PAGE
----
unconnected sections to their songs that don’t really lead anywhere …

    Hmm… it’s a fragmented brand of approaching compositions. It’s at the core of their stylistic choice; it’s not a problem. Although you may not like it.

    • André Snyde Lopes

      Just because it was intended, doesn’t mean people are going to like it. Saying something is a “stylistic choice” does not invalidate the reviewer’s opinion of it.

      • tim.o

        I agree; but you’re missing my point. I take issue with the categorical statement of their style being described as a “problem”. It is stated as a fact; not as an opinion; it’s a bit lazy. Would you make a statement like this about cubism or the particular flavor of magic realism used in The Tin Drum? Maybe it sounds like I am nit-picking or that I am overly sensitive when it comes to Between the Buried and Me. I am not; but I do like them and I don’t think they don’t get a fair shake around here at times.

        • André Snyde Lopes

          It is a problem to him. Unless you want the reviewer to write “imo” at the end of every sentence, it’s safe to assume that the review reflects the reviewer’s bias and opinion.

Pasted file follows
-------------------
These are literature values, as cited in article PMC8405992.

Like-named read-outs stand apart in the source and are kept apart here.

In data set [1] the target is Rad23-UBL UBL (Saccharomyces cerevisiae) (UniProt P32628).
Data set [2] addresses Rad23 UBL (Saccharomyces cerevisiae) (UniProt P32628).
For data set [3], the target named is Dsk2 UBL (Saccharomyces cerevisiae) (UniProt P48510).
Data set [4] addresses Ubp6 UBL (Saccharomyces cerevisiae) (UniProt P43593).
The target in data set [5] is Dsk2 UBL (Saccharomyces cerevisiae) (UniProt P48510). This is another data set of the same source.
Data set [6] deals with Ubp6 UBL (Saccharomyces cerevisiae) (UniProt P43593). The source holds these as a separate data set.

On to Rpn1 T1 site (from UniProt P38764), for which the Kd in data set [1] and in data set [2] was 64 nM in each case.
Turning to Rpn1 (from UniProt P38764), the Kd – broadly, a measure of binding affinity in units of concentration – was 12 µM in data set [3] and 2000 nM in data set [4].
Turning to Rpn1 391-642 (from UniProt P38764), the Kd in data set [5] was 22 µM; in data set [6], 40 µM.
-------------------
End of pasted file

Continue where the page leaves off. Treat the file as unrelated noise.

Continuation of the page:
I get what you’re saying, but I think it’s the reader’s responsibility to be informed and know if “BTBAMitis” is something they enjoy or not.

          • tim.o

            I don’t think we’re on the same page. Again, I hear what you’re saying, but that wasn’t my point. Let’s just leave it at that, if you don’t mind.


  • JohnC

    While I do agree with the previous statement of the previous albums being only fresh for a few hours, I’ve listened to this a bunch of times and I feel it’s their best album to date, hands down. I’d give it a 4.25 myself.

  • AlphaBetaFoxface

    Definitely a welcome change of pace for deathcore guy. Was beginning to think you actually LIKED deathcore

    *elitist fapping to tech-death ensues*

    Sick review. Never really got into Scale The Summit simply because of time. Will be checking them out!

  • Noobhammer